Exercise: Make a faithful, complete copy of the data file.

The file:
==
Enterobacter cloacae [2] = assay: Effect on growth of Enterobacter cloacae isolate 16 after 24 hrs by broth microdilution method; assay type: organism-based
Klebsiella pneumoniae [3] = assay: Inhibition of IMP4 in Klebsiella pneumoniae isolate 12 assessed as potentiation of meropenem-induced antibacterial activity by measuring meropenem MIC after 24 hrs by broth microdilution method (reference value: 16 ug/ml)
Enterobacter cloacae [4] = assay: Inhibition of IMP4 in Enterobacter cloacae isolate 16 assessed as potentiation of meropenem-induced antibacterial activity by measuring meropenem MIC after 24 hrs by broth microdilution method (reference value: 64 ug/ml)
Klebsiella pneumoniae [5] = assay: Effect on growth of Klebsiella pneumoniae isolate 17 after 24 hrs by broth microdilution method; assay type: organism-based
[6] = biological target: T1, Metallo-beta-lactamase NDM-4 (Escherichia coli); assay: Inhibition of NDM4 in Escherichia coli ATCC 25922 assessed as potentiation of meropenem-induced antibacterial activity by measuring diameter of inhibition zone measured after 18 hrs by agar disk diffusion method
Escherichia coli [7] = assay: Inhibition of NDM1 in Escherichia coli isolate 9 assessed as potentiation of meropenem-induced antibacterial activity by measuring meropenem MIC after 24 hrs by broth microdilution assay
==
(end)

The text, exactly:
Enterobacter cloacae [2] = assay: Effect on growth of Enterobacter cloacae isolate 16 after 24 hrs by broth microdilution method; assay type: organism-based
Klebsiella pneumoniae [3] = assay: Inhibition of IMP4 in Klebsiella pneumoniae isolate 12 assessed as potentiation of meropenem-induced antibacterial activity by measuring meropenem MIC after 24 hrs by broth microdilution method (reference value: 16 ug/ml)
Enterobacter cloacae [4] = assay: Inhibition of IMP4 in Enterobacter cloacae isolate 16 assessed as potentiation of meropenem-induced antibacterial activity by measuring meropenem MIC after 24 hrs by broth microdilution method (reference value: 64 ug/ml)
Klebsiella pneumoniae [5] = assay: Effect on growth of Klebsiella pneumoniae isolate 17 after 24 hrs by broth microdilution method; assay type: organism-based
[6] = biological target: T1, Metallo-beta-lactamase NDM-4 (Escherichia coli); assay: Inhibition of NDM4 in Escherichia coli ATCC 25922 assessed as potentiation of meropenem-induced antibacterial activity by measuring diameter of inhibition zone measured after 18 hrs by agar disk diffusion method
Escherichia coli [7] = assay: Inhibition of NDM1 in Escherichia coli isolate 9 assessed as potentiation of meropenem-induced antibacterial activity by measuring meropenem MIC after 24 hrs by broth microdilution assay